His first errand came within the first week. Huefson had again summoned him for a private exchange, this time in one of his private offices. There he was presented with a problem involving the distribution of tax burdens across the community. Should the wealthy provide more for the system in relative terms than the poor? This debate had never been satisfactorily resolved and representatives for either side were lobbying intensely. The answer seemed obvious to Halgard and he applied the same principle as he had always used in these matters. It was the right of the rich to earn large sums of money whilst in many cases the poor had let themselves down by not working hard enough towards higher returns. The rich should pay a lower percent than the poor, since this would still constitute a larger sum, yet as a matter of pity they should be forced to pay a small fee directly to the pockets of the poorer.


Huefson seemed to accept this decision and others like it over the proceeding days although Halgard suspected that in many cases his boss was simply testing him out on philosophical issues to get any idea of the type of response he was likely to give. He never debated or disagreed openly with anything Halgard ever said, but he knew not whether any of them would be put to law; alone in the halls he had no route of communication to the outside world other than Huefson himself.


Finally, the message arrived that the sitting of the council was due and to Halgard's amazement, he himself was honoured with a guest invitation. It seemed odd but he supposed that many of the councillors had their aides and advisers present at these meetings.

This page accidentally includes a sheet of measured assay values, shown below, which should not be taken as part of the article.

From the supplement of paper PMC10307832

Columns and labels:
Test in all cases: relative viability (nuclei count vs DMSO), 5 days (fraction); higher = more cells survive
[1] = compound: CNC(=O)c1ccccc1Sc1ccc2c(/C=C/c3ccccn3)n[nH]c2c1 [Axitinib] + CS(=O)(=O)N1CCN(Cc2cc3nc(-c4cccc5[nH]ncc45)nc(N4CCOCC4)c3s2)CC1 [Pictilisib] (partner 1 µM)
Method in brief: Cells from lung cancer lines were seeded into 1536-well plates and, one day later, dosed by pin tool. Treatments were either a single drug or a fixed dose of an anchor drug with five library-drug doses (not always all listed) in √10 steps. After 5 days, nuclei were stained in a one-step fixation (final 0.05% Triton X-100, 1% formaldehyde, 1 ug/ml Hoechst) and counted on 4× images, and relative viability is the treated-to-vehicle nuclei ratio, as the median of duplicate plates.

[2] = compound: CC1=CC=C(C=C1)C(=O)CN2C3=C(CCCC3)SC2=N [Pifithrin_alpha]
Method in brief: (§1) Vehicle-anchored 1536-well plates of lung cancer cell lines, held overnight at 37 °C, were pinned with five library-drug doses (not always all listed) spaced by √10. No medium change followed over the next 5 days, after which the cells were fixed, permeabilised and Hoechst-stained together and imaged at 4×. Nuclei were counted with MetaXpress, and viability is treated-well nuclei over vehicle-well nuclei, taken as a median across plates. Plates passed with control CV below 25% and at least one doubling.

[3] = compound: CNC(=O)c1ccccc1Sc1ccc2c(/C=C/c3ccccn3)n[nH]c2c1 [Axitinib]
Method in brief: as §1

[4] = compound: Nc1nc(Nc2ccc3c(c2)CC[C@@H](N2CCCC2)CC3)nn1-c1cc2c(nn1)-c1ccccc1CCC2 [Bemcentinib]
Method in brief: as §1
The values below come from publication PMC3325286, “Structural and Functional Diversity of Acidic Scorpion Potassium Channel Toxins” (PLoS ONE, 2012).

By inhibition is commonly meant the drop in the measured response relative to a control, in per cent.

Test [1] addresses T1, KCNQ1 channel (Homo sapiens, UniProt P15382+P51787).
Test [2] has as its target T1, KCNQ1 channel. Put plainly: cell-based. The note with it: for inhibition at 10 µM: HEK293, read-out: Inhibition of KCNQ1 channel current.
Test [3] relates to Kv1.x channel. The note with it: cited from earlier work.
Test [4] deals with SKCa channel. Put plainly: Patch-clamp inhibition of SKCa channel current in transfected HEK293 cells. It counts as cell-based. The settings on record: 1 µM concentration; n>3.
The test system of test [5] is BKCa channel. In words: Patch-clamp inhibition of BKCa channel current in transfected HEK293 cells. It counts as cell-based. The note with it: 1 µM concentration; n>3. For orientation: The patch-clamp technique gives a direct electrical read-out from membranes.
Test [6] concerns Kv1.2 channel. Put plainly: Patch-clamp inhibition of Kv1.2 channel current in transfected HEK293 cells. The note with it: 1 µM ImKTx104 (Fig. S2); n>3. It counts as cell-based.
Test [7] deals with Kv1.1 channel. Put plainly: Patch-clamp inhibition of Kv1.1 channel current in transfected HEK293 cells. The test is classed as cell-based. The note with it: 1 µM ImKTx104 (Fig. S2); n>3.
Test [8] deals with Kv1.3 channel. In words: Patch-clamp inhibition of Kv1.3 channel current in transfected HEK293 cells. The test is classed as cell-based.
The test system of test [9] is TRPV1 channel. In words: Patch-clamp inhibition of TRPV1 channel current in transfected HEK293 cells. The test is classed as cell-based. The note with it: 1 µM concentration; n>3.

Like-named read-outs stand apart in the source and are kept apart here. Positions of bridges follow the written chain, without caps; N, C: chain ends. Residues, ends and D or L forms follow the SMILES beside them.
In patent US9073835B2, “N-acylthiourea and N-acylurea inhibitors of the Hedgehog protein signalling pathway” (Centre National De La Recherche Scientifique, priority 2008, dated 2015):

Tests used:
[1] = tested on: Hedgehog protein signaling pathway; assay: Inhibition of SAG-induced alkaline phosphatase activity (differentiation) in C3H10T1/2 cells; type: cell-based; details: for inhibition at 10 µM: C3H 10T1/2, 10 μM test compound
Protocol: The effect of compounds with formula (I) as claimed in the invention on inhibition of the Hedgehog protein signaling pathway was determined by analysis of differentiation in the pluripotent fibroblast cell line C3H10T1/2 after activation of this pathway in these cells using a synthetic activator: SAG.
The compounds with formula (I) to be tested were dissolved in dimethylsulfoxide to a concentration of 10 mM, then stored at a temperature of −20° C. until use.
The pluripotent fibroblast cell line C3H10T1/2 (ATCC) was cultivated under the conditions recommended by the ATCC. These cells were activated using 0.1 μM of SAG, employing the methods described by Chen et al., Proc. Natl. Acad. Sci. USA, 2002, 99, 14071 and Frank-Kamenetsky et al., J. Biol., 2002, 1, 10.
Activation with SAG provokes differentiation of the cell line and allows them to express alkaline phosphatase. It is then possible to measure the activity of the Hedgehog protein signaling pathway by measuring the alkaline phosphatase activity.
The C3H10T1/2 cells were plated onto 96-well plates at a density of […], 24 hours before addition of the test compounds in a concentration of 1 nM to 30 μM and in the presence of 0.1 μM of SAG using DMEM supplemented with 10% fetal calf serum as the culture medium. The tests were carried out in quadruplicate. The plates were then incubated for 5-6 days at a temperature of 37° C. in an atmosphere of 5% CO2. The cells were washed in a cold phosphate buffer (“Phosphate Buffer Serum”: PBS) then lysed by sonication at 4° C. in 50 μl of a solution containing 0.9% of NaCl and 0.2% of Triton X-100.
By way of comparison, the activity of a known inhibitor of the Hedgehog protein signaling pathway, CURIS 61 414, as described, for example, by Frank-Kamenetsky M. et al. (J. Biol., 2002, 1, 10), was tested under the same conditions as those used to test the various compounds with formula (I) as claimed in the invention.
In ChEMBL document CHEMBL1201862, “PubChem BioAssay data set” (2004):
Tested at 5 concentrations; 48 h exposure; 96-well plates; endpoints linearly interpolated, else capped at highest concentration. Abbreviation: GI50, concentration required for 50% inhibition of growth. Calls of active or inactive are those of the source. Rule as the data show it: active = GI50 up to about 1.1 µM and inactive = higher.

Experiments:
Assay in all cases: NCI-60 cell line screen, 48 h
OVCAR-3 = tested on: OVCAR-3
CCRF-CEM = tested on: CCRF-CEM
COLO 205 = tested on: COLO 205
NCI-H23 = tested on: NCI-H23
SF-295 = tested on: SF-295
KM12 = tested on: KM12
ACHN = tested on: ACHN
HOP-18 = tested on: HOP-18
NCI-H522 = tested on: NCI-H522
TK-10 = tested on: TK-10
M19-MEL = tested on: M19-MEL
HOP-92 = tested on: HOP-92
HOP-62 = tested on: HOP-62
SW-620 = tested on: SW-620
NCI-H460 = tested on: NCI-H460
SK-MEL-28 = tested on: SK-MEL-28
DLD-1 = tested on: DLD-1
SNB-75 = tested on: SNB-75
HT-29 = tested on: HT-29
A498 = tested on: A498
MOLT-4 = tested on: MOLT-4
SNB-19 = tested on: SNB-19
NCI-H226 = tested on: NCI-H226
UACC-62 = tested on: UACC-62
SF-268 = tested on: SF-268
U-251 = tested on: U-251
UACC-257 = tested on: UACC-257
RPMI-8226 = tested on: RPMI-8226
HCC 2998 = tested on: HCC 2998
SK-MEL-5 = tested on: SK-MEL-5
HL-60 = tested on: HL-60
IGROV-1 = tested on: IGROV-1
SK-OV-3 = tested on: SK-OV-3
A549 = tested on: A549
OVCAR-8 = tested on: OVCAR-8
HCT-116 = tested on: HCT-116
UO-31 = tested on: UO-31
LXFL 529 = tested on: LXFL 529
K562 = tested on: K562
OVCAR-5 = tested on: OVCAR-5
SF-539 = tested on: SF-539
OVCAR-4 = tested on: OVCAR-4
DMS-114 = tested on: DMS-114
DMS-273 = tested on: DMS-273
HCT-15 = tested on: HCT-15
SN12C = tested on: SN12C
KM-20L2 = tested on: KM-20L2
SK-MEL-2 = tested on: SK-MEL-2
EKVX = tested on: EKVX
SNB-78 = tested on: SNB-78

There he sat in the back row as the proceedings wore on into the night, many of the discussions far beyond his level of technical understanding. At one point he was ashamed when he realised he had nodded off for a short time before an official gave him a gentle nudge. Each of the councillors stood as they spoke in turn in formal tones, confidently ignoring the consistent haggling of opposing councillors.


Suddenly, it seemed, a hush descended as the next item was introduced for discussion. Huefson stood and addressed the gathering and all members listened attentively. His red and black leader's cape flowed around his body as he paced to and fro before the front bench in dramatic fashion, although Halgard had seen enough of the man to recognise nervous jitters.


" Ladies and gentlemen of the council," he said, " we now come to an issue that has dogged us for many decades. As you know our neighbouring country of Trent has been a needle in our side but now poses a bigger threat. Their constant incursions of our territory and suicidal attacks on our civilians grow worse and now they have mounted a display of forces on the border.